The American Society of Transplant Surgeons (ASTS) is deeply saddened by the passing of founding ASTS member and former ASTS president John S. Najarian, MD, on August 31, 2020, in Stillwater, Minnesota. He was 92.
A pioneer in transplantation, Dr. Najarian served as the 4th president of ASTS. He received the Pioneer Award, our Society's highest honor, in 1999 and was previously interviewed for the Chimera Chronicles. You can watch his interview here.
Dr. Najarian was born in Oakland, California, in 1927, the son of Armenian immigrants. He grew up in the Bay Area and attended the University of California, Berkeley, where he played football. He then attended and graduated from the University of California San Francisco (UCSF) with a medical degree in 1952 and went on to complete his surgical residency there. Recognizing the opportunities in kidney transplantation, he completed fellowships at the University of Pittsburgh and the Scripps Clinic and Research Foundation. He gained notoriety after he founded one of the nation’s first kidney transplantation services at UCSF.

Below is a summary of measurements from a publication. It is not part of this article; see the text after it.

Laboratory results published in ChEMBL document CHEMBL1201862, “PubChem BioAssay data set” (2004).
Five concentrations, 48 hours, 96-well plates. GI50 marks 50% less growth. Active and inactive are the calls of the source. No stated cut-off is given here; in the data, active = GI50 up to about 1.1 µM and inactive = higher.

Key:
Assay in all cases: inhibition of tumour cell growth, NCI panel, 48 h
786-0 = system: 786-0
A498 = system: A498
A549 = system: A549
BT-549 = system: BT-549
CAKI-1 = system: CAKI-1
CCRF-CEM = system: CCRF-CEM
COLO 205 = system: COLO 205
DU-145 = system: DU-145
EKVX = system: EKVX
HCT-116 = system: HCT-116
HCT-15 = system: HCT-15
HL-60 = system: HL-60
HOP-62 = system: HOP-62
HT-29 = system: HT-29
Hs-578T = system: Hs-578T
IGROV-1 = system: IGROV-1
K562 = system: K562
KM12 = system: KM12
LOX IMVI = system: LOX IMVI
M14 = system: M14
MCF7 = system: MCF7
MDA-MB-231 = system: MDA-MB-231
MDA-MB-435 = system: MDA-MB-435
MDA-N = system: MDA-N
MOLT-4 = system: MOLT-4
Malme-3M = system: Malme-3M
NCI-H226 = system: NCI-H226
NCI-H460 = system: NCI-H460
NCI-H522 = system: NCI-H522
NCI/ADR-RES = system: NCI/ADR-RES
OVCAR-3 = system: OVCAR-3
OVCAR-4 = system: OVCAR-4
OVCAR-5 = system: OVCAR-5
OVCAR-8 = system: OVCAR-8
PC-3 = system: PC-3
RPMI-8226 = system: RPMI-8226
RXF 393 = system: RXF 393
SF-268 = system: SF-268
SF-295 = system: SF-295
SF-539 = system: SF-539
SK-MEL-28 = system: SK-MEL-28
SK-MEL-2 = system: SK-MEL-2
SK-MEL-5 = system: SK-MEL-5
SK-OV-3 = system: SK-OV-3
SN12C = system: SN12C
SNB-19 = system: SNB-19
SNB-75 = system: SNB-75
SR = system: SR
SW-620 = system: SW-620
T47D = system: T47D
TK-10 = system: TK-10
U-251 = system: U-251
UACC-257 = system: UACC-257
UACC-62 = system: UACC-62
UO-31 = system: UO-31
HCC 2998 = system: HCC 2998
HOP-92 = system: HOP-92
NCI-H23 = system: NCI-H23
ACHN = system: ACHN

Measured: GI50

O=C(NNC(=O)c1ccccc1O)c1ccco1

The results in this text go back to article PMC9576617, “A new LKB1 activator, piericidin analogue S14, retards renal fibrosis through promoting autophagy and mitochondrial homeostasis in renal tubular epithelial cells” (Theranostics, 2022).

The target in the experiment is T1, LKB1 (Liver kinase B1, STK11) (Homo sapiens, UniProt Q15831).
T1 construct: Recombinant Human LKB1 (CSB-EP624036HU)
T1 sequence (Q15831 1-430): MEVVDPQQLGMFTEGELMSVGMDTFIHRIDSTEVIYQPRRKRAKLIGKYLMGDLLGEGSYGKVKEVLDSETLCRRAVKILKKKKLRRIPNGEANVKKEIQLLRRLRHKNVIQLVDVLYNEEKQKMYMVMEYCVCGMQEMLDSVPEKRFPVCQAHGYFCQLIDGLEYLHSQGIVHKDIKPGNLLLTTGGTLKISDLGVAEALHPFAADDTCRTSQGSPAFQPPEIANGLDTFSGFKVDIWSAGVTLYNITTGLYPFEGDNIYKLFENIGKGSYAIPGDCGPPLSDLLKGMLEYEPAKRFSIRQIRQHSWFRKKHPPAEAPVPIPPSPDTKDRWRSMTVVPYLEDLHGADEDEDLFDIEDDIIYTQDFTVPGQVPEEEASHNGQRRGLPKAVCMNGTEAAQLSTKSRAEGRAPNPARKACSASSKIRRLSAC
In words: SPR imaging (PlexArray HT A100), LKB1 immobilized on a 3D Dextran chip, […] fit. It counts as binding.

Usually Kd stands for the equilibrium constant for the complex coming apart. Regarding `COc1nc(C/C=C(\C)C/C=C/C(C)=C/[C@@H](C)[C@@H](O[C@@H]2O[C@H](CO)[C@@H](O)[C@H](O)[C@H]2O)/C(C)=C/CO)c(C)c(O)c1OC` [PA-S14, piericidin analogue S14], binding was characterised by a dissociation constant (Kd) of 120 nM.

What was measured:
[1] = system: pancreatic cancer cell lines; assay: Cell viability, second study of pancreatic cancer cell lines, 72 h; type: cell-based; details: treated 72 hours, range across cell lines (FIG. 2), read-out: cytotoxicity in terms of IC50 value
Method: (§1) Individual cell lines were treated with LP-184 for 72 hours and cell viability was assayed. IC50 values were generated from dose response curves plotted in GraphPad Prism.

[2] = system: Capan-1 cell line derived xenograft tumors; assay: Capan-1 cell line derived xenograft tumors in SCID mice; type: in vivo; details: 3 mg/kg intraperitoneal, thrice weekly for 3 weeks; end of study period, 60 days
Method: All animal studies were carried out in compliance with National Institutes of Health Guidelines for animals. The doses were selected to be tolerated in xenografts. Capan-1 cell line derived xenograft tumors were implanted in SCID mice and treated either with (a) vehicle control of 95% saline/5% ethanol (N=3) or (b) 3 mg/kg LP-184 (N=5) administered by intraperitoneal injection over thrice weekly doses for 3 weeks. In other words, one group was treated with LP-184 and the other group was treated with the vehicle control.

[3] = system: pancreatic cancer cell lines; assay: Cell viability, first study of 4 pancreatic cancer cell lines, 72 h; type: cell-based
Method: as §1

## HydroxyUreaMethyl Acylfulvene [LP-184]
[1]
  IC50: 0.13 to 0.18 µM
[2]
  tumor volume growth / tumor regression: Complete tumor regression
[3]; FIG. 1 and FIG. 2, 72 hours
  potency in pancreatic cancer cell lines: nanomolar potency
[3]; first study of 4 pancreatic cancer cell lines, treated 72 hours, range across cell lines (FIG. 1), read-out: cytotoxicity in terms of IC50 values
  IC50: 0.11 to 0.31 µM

In 1967, he moved to the University of Minnesota to Chair the Department of Surgery and to further develop its transplant program. His transplant surgery fellowship program trained many prominent transplant surgeons. He was also a clinical professor of transplant surgery at the University of Minnesota Medical School for many years and served as the Regents' Professor Emeritus at Fairview-University Medical Center in Minneapolis. He remained in Minnesota for the rest of his career.
Dr. Najarian was known for his ability to innovate in both immunological science and surgery. He developed the anti-rejection drug anti-lymphocyte globulin (ALG) and pioneered pediatric liver transplantation and islet cell transplantation and kidney transplantation for diabetes. He authored nearly a thousand articles in the medical literature.
Dr. Najarian is survived by his sons, Pete, Jon, and Dave, as well as many grandchildren and great-grandchildren. He is preceded in death by his wife of 67 years, Mignette, and his son Paul.
To read the New York Time obituary, click here.